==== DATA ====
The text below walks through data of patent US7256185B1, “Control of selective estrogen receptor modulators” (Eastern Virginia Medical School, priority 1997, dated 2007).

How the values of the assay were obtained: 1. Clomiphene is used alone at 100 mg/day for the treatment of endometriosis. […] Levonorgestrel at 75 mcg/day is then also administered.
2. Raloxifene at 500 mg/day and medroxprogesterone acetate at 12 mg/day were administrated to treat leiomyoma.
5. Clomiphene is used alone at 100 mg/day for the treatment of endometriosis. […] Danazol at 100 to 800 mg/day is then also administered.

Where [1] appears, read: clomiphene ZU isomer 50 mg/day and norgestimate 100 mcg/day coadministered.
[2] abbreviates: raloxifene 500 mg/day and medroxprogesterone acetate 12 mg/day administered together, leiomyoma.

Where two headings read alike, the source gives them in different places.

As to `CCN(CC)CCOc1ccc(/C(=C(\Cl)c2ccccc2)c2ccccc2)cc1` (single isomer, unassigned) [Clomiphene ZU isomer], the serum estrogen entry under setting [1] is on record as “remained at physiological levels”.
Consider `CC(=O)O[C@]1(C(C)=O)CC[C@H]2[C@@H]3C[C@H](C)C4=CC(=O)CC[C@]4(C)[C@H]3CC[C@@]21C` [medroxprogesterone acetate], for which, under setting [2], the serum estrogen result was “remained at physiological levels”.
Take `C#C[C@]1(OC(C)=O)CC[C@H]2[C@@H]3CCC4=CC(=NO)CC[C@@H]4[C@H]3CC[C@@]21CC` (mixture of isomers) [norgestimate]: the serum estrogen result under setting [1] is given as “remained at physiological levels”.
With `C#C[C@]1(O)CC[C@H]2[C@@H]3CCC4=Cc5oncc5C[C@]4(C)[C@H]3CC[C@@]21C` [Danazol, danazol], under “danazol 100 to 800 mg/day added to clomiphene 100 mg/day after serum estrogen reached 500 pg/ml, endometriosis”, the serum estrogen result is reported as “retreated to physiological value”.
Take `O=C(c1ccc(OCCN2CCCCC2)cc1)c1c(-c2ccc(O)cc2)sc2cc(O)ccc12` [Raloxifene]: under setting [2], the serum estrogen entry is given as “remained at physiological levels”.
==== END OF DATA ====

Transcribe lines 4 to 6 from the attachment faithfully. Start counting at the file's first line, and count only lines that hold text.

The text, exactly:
5. Clomiphene is used alone at 100 mg/day for the treatment of endometriosis. […] Danazol at 100 to 800 mg/day is then also administered.

Where [1] appears, read: clomiphene ZU isomer 50 mg/day and norgestimate 100 mcg/day coadministered.
[2] abbreviates: raloxifene 500 mg/day and medroxprogesterone acetate 12 mg/day administered together, leiomyoma.